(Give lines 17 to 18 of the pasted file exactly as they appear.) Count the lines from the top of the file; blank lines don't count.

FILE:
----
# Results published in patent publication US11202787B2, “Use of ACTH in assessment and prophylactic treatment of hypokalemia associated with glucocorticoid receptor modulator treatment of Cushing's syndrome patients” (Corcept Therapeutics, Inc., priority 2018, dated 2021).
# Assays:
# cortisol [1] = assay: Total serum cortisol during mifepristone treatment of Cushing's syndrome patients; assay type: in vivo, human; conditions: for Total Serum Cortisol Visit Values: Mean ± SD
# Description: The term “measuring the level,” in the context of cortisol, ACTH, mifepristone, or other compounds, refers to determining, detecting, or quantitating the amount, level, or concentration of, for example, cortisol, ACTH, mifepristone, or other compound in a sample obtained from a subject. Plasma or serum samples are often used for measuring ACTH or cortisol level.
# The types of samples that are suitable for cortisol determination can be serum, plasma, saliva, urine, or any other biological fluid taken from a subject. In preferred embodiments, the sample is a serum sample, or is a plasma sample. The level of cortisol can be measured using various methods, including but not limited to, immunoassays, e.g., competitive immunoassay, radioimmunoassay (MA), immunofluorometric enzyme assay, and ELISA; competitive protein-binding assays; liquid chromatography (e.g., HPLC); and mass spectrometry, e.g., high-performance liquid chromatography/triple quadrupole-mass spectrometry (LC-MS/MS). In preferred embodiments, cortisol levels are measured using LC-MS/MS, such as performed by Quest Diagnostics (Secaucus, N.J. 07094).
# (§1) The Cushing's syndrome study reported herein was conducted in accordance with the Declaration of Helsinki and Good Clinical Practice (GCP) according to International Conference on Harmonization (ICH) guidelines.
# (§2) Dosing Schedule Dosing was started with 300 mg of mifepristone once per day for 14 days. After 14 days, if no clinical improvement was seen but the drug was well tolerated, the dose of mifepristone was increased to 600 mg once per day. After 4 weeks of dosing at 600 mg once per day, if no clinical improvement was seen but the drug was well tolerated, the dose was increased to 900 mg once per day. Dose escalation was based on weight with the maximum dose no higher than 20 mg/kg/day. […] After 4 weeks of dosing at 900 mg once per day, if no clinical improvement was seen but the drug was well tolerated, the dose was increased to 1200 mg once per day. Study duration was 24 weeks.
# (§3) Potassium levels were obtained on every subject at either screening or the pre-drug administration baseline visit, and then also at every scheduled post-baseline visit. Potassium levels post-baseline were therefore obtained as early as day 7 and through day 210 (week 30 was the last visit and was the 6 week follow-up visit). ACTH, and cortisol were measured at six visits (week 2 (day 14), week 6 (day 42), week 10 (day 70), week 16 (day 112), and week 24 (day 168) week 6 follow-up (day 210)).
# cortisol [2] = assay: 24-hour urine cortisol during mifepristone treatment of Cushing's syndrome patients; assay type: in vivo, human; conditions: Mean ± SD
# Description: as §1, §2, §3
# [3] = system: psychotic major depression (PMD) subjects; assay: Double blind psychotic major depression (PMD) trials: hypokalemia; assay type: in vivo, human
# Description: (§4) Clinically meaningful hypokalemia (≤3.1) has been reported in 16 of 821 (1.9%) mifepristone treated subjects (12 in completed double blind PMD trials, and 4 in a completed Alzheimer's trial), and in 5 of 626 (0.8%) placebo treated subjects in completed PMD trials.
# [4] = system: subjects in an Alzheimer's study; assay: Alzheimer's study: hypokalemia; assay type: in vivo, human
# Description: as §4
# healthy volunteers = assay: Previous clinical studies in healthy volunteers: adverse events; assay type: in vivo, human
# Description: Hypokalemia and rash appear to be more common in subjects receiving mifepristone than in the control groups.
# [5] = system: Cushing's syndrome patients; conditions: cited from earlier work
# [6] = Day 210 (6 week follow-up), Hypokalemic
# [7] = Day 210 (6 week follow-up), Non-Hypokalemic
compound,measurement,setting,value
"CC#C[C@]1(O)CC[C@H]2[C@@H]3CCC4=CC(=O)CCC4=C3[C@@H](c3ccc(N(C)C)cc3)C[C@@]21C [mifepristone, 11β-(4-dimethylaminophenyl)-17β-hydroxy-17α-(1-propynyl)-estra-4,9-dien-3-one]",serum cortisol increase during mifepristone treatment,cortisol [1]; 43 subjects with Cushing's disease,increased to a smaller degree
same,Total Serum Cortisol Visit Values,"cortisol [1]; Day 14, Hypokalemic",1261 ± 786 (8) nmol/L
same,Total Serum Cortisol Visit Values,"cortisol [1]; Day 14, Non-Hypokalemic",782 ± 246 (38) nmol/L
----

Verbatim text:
# [5] = system: Cushing's syndrome patients; conditions: cited from earlier work
# [6] = Day 210 (6 week follow-up), Hypokalemic